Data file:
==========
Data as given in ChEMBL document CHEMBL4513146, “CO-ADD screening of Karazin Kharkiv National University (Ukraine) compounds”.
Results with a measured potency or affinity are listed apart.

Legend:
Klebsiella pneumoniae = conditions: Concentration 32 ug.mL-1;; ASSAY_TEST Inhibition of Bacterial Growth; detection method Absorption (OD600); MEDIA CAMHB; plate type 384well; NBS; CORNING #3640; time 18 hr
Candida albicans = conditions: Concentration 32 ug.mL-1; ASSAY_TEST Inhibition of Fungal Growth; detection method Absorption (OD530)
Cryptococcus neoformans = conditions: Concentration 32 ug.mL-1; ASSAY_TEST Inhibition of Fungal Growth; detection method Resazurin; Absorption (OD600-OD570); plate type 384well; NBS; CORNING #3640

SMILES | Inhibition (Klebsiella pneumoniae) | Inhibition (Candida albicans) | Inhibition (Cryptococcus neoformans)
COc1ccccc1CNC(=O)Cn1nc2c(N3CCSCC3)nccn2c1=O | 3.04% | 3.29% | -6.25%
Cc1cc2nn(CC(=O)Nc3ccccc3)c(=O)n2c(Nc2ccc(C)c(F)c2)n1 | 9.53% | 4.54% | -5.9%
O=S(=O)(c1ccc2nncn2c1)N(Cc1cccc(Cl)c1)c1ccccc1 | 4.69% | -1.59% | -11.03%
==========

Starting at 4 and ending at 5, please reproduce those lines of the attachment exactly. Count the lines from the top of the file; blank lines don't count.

Klebsiella pneumoniae = conditions: Concentration 32 ug.mL-1;; ASSAY_TEST Inhibition of Bacterial Growth; detection method Absorption (OD600); MEDIA CAMHB; plate type 384well; NBS; CORNING #3640; time 18 hr
Candida albicans = conditions: Concentration 32 ug.mL-1; ASSAY_TEST Inhibition of Fungal Growth; detection method Absorption (OD530)